Archive for August, 2015

Ki Tetzei: The Glory of Giving

Copyright 2015 Neal Joseph Loevinger

Torah Portion: Ki Tetzei

When you beat down the fruit of your olive trees, do not go over them again; that shall go to the stranger, the fatherless, and the widow. (D’varim/ Deuteronomy 24:20)

Good afternoon!

You know why I love studying Torah? Well, among many other reasons, I always see something new in the weekly portion that I never noticed before. In this case, it’s one little word, which leads to a comment by Rashi and then a twist on that by yours truly.

The verse above refers to leaving some of the produce of the field, vine or orchard for the poor to glean; this is often referred to as peah, or “corners,” referring to the corners of the field left unharvested. Verses pertaining to this form of sharing occur both in Leviticus and in Deuteronomy; you can see here and here for details. What struck me this week was the particular wording related to the olive trees: when you beat your olive [trees], lo t’fa’er acharecha. . . .

You may have heard the word tiferet, or glory, which Rashi connects to t’fa’er, which is usually translated here “go over,” as in, don’t go back and get whatever you missed. Rashi instead says that this means, “don’t take the glory” of the tree, implying that the fruit is the glory of the tree, which is subject to the mitzvah of leaving gleanings for the poor.

We could also read Rashi as saying, “don’t take the glory of the tree” to mean, don’t take away the glory of the possibility of giving in this situation. If you take every last olive off the tree, there is no letting the poor come to share; tiferet,glory, in this context is not something visually splendid but spiritually excellent. This is one more reminder that Judaism finds beauty and honor in humble acts. In this case, the glory is in walking away while the harvest is slightly unfinished, so that others may sustain themselves. Humility, generosity, self-restraint; these are what the Torah considers the truest measure of a beautiful, even glorious, deed.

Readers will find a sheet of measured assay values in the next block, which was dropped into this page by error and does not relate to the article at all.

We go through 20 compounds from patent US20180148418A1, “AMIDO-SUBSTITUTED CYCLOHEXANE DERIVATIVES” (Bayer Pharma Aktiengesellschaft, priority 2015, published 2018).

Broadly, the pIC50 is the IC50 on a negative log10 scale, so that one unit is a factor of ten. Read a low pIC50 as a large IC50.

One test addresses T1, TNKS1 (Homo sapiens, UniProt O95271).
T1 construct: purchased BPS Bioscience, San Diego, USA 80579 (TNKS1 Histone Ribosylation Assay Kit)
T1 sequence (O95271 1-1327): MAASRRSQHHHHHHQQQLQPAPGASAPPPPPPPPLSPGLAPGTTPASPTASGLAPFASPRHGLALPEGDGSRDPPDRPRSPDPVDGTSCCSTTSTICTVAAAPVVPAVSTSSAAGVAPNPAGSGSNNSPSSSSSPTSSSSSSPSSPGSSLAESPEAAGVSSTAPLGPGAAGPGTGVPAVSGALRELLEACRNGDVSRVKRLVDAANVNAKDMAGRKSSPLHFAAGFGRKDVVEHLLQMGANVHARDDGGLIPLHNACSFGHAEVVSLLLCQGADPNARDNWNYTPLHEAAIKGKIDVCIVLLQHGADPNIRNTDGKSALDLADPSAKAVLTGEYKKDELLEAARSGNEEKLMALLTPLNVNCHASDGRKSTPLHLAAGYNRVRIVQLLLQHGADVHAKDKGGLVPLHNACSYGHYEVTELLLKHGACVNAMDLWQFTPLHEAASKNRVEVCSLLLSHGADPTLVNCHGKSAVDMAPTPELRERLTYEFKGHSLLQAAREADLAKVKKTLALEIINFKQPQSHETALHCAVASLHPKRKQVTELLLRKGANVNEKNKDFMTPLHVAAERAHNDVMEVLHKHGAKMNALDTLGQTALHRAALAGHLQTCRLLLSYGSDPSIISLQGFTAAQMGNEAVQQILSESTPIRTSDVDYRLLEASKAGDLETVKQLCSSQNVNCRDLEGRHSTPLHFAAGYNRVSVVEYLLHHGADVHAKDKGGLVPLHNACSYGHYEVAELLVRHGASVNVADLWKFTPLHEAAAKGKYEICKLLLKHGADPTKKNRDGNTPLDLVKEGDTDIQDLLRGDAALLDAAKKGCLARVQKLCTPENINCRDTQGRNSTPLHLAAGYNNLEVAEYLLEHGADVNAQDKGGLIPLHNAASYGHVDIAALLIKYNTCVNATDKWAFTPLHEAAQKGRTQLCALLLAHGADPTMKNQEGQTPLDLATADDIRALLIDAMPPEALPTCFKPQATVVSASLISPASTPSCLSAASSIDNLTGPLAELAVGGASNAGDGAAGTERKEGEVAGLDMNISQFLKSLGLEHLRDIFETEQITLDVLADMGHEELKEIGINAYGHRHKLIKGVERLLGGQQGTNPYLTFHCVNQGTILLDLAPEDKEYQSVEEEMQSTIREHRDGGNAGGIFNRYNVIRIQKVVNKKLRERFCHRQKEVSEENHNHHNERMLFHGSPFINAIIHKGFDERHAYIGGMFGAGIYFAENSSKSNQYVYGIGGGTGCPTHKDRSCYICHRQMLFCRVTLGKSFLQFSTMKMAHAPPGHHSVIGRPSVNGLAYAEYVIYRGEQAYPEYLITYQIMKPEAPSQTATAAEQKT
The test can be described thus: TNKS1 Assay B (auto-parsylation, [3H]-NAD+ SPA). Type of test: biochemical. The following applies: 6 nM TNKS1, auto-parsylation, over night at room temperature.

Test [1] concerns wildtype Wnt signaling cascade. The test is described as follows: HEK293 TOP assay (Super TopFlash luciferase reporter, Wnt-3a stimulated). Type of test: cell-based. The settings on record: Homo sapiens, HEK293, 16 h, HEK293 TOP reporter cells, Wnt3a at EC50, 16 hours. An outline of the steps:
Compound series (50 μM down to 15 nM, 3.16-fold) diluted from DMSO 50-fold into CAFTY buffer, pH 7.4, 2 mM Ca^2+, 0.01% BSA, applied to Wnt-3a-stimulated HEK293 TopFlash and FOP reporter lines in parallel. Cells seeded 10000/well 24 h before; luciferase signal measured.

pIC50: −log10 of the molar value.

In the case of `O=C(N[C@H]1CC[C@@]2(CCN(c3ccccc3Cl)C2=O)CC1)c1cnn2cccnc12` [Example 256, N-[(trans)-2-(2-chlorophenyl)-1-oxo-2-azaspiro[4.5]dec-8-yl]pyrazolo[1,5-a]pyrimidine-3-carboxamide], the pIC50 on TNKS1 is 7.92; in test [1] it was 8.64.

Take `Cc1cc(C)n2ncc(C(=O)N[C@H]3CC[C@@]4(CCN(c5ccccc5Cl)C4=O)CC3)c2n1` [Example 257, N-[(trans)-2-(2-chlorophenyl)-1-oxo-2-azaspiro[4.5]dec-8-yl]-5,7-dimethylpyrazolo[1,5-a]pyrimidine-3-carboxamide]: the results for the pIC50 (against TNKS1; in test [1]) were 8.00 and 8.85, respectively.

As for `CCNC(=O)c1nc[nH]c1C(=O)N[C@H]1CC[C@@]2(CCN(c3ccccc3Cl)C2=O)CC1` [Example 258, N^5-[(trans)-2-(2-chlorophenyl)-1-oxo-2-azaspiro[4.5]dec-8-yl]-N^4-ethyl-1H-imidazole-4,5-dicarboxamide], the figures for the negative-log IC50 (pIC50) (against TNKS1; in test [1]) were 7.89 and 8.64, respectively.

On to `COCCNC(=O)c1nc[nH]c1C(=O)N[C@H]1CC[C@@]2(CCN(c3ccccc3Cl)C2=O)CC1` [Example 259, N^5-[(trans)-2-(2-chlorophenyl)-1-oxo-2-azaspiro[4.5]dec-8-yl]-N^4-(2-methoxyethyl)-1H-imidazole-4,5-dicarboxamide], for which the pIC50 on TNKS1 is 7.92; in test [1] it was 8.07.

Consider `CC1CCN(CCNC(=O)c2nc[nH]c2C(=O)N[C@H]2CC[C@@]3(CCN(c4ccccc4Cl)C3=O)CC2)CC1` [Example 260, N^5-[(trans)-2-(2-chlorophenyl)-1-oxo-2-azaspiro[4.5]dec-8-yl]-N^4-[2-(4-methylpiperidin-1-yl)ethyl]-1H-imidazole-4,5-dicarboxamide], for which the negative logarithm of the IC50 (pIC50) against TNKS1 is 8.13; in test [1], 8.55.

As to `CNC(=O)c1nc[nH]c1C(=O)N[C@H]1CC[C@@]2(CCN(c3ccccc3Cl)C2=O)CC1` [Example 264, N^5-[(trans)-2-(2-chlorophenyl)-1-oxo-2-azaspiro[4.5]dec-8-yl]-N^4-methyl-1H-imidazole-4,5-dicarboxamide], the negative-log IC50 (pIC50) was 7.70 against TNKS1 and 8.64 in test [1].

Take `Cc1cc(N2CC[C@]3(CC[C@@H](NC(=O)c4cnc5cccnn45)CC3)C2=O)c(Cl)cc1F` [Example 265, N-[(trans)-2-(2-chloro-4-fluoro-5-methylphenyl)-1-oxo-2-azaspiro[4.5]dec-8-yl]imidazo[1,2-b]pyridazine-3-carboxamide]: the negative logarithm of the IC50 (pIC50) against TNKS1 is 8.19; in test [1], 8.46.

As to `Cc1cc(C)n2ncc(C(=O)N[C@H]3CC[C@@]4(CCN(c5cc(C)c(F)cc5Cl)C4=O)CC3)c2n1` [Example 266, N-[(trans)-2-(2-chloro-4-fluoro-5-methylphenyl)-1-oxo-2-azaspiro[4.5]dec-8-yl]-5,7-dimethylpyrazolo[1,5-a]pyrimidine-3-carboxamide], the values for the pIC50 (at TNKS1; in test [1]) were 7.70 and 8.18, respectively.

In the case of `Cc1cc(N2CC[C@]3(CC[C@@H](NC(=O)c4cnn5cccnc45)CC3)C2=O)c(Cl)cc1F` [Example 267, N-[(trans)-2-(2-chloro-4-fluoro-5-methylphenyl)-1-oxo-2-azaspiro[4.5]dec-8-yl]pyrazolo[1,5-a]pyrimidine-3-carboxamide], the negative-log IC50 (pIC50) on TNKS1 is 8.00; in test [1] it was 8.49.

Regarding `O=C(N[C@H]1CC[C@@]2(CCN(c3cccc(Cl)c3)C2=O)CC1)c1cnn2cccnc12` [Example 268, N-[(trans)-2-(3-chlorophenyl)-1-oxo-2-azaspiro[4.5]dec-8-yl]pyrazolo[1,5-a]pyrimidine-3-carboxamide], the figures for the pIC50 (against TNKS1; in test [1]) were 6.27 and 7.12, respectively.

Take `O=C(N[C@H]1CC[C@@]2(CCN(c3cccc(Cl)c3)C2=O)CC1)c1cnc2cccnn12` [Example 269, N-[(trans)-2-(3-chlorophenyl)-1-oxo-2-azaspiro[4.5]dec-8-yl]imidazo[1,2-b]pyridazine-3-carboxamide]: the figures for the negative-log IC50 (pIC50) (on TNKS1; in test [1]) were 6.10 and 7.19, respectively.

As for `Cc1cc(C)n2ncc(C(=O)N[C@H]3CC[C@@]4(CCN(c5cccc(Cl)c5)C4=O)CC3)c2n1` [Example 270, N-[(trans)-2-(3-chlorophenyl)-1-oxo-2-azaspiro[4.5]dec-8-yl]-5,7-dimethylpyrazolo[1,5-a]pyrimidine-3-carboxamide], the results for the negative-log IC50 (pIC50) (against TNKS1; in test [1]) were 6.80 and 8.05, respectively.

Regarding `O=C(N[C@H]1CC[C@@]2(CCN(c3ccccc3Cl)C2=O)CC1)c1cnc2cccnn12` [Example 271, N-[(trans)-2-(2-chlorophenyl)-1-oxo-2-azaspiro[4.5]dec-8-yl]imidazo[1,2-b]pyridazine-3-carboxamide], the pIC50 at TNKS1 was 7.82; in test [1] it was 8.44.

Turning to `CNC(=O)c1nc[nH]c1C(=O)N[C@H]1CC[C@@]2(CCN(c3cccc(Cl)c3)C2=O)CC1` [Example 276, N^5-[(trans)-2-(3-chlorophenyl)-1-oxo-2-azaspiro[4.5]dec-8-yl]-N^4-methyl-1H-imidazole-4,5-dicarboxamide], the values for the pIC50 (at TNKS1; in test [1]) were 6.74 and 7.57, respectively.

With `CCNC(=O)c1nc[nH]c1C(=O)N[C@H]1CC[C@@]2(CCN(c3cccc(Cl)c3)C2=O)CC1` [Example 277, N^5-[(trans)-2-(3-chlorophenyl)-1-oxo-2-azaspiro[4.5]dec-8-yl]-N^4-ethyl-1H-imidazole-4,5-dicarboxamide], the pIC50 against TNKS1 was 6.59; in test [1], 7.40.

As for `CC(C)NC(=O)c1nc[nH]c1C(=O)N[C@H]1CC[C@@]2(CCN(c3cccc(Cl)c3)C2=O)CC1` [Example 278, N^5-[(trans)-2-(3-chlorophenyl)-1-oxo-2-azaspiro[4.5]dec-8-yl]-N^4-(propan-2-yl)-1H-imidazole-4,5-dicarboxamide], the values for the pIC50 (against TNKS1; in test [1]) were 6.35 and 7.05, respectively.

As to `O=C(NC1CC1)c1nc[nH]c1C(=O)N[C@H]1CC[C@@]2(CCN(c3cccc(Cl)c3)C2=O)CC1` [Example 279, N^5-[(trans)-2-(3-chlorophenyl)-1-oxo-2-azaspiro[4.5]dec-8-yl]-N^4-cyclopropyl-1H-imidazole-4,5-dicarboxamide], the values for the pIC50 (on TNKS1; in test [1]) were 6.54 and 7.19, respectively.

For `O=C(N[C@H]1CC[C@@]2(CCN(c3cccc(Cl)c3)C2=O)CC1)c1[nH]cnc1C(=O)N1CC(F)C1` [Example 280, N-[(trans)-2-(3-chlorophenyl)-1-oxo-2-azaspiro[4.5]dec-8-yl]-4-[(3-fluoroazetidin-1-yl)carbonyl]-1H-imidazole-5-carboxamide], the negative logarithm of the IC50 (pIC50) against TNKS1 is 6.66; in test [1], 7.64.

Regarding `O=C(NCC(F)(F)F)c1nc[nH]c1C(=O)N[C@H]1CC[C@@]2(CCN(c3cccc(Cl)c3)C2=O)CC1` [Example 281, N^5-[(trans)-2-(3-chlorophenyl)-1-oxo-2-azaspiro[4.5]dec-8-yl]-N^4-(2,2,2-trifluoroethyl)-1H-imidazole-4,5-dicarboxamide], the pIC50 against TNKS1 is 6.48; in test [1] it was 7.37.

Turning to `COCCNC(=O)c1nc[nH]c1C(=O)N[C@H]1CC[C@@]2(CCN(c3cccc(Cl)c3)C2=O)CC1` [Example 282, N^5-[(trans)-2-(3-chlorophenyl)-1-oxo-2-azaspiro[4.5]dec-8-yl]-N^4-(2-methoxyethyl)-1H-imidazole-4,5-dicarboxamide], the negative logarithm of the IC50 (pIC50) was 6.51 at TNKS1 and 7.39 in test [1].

Shabbat shalom,

The views expressed are my own and do not reflect those of Vassar Brothers Medical Center or Health-Quest.

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Re’eh: The Easy and the Hard

Copyright 2015 Neal Joseph Loevinger

Torah Portion: Re’eh 

All that I command you, be careful to do it.  You shall neither add to it, nor subtract from it. . . . .(D’varim/ Deuteronomy 13:1)

Good afternoon! Well, we seem to be in an every-other-week Torah commentary pattern around here. Alas, the spirit is willing but the time-management skills are weak.

At least we’re in for Re’eh, a very interesting Torah portion, which encompasses a tirade against idolatry, an impassioned plea to care for the poor, rules for kosher eating, and a review of the shaloshregalim, or pilgrimage holy days. The beginning of Chapter 13 (no, not that Chapter 13, though after buying an old house that needs work, I’m considering it) is a warning against following false prophets who might lead the people away from the laws or practices of the Torah, and most commentators see the opening verse above in that context. In this view, a commandment to do “all that I command you,” and “don’t add or subtract from it” is the beginning of the injunction against false prophets, who might claim to have a Divine mandate to change, abrogate, or add new laws to the Torah.